The Supreme Court will on Tuesday deliver its judgment on a number of petitions challenging the validity of the three farm laws that were enacted by the central government in September 2020. On Monday, the court hinted at staying the implementation of the new laws in order to “facilitate” a solution. Here’s a timeline of how the protests erupted in June 2020, the ‘chakka jam’ that brought traffic to a standstill and the government’s efforts to break the logjam.
June 5: Three farm bills are promulgated by the Centre as ordinances.
June 14: The Bharatiya Kisan Union(Ugrahan) issues a statement objecting to the ordinances.
June 14 to 30: Farmers express their apprehension, saying the farm reforms would pave a way for the dismantling of the minimum support price system, leaving them at the “mercy” of big companies. Farmer protests start erupting in a phased manner in Punjab.
September 17: Harsimrat Kaur, the lone minister of the BJP’s long-standing ally Shiromani Akali Dal, resigns as Union food processing minister over the controversial bills.
September 27: Amid ongoing protests by farmers and opposition parties, President Ram Nath Kovind gives his assent to the three bills earlier passed by the Indian Parliament. These Farm Acts are: Farmers’ Produce Trade and Commerce (Promotion and Facilitation) Bill, 2020; Farmers (Empowerment and Protection) Agreement on Price Assurance and Farm Services Bill, 2020; Essential Commodities (Amendment) Bill 2020.
September 24: Farmers in Punjab began a three-day ‘rail roko’ agitation bills. The Ferozepur Railway division is suspended the operation of special trains due to the stir.The call for ‘rail roko’ agitation is given by the Kisan Mazdoor Sangharsh Committee and later, different farmers’ outfits also extend their support.
November 3: Farmers’ leaders announce a nationwide road blockade – chakka jam – on as part of their protest.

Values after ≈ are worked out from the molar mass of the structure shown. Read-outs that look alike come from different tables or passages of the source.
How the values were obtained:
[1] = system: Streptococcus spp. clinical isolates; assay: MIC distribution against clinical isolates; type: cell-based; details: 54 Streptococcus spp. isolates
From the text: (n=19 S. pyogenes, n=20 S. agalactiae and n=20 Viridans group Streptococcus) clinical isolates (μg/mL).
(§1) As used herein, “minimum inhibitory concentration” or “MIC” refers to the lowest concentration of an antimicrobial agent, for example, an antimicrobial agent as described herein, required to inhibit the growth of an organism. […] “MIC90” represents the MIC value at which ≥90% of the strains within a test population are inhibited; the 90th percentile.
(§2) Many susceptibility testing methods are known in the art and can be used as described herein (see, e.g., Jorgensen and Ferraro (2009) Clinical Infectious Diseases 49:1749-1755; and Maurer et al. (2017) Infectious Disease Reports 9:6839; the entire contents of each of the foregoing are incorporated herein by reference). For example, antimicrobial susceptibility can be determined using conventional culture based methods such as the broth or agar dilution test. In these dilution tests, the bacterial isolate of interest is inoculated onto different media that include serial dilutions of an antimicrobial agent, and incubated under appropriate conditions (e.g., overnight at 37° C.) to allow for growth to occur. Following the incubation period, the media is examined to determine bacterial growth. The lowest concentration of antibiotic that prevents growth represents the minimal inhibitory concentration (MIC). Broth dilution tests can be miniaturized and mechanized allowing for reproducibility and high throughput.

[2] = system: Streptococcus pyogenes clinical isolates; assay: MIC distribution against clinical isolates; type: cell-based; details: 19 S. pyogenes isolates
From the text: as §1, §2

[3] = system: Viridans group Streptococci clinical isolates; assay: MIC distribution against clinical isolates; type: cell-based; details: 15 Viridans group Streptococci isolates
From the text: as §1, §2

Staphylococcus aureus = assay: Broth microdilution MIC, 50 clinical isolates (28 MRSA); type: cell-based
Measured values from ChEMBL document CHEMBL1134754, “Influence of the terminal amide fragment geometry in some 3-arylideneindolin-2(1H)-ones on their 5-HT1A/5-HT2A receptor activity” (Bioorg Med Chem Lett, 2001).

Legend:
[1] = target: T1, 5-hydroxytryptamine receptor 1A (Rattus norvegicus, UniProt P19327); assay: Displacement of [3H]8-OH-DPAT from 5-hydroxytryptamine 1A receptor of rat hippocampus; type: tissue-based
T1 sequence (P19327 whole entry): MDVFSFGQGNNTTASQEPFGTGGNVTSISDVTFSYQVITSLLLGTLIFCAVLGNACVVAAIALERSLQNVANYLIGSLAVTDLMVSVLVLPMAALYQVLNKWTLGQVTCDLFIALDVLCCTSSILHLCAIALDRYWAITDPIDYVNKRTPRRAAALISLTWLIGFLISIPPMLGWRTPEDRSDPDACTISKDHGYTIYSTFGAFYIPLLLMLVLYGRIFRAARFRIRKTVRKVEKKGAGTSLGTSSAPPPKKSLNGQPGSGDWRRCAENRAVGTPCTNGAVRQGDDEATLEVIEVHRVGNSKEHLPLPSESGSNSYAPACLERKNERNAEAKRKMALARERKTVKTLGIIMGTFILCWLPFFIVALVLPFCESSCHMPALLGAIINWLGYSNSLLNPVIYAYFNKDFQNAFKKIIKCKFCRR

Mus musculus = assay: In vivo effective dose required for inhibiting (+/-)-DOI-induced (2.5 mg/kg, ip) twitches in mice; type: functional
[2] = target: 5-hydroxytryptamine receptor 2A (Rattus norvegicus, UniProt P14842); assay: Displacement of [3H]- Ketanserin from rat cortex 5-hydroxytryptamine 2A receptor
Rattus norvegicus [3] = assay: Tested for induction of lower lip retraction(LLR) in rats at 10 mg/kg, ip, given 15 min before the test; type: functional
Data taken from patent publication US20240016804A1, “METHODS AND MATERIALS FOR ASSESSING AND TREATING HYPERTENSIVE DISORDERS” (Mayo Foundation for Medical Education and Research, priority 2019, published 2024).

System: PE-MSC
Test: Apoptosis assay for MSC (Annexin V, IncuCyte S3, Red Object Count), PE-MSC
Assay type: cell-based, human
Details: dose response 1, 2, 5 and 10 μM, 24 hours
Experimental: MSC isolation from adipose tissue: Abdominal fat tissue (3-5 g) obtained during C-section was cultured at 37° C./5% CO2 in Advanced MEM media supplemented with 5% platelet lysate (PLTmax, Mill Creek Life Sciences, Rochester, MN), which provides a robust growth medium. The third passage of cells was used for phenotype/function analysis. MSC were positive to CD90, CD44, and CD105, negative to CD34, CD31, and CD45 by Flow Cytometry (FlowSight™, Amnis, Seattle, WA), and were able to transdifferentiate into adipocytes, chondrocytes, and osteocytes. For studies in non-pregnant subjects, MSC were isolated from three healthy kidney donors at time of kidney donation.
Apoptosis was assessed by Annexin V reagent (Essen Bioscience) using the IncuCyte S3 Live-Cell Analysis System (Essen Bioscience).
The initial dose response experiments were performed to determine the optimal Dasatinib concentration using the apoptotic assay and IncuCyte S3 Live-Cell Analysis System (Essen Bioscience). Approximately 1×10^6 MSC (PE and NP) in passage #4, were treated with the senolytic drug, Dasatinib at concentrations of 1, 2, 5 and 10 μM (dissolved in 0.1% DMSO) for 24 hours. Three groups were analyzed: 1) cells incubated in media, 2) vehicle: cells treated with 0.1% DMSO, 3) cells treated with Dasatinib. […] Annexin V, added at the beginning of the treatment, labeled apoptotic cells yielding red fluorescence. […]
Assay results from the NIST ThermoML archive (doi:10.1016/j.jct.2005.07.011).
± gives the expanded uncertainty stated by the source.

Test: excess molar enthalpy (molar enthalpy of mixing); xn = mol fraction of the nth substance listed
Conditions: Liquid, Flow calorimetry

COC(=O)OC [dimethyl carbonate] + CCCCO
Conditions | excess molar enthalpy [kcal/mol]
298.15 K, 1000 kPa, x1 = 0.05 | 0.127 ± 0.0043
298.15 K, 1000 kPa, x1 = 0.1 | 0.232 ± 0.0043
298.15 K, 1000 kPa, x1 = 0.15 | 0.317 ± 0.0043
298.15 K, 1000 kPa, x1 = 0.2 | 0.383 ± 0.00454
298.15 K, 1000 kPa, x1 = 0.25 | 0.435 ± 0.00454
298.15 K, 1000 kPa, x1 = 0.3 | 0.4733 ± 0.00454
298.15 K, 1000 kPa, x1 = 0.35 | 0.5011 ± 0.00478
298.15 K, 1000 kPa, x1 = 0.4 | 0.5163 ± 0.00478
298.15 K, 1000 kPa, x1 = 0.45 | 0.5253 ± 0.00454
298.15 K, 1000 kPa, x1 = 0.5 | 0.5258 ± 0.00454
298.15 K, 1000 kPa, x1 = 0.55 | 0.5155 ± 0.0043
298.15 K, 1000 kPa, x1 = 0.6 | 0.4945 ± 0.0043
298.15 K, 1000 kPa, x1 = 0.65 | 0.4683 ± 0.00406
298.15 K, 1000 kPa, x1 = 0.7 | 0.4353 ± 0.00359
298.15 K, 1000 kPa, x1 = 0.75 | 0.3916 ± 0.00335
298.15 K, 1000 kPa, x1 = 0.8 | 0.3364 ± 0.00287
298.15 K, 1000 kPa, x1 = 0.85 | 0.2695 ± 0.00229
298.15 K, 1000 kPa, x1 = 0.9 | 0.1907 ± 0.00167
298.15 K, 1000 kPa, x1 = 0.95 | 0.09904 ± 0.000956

November 25: Farmers’ unions in Punjab and Haryana give call for ‘Delhi Chalo’ movement. Farmers are allowed to enter Delhi on November 27 after a confrontation with Delhi Police.
November 28: Thousands of farmers reach the national capital on their tractor-trolleys and other vehicles, responding to the ‘Delhi Chalo’ call against the laws.
November 29: In his radio address Mann Ki Baat, Prime Minister Narendra Modi says that all political parties had been making promises to the farmers “but now these promises had been fulfilled”, citing an example of the Maharashtrian farmer whose payments for his corn crop was kept pending by traders for four months.
December 9: Farmer leaders rejected the Union government’s proposal to amend the three contentious laws and vow to further intensify their agitation until the laws are repealed.
December 13: Stopped by the Haryana Police at the border with Rajasthan, hundreds of farmers from Rajasthan, Haryana, Punjab, Maharashtra, Gujarat and several other states, stage a sit-in on the Delhi-Jaipur Highway, blocking the carriageway towards Delhi. Led by Narmada Bachao Andolan’s Medha Patkar and Swaraj India national president Yogendra Yadav, the farmers head to Delhi under the Samyukta Kisan Morcha, a joint front of farmer unions.
January 12: The Supreme Court will hear a plea on various issues related to the laws and may take a call on setting up of a committee headed by a former Chief Justice of India (CJI) to find ways to resolve the impasse. One of the petition seeks immediate removal of farmers from Delhi borders. The petition, filed by law student Rishabh Sharma, states that commuters are facing hardships due to blockades by farmers and emergency and medical services have also been severely impacted. A Bench of Chief Justice S A Bobde, Justice A S Bopanna and Justice V Ramasubramanian will hear the petition.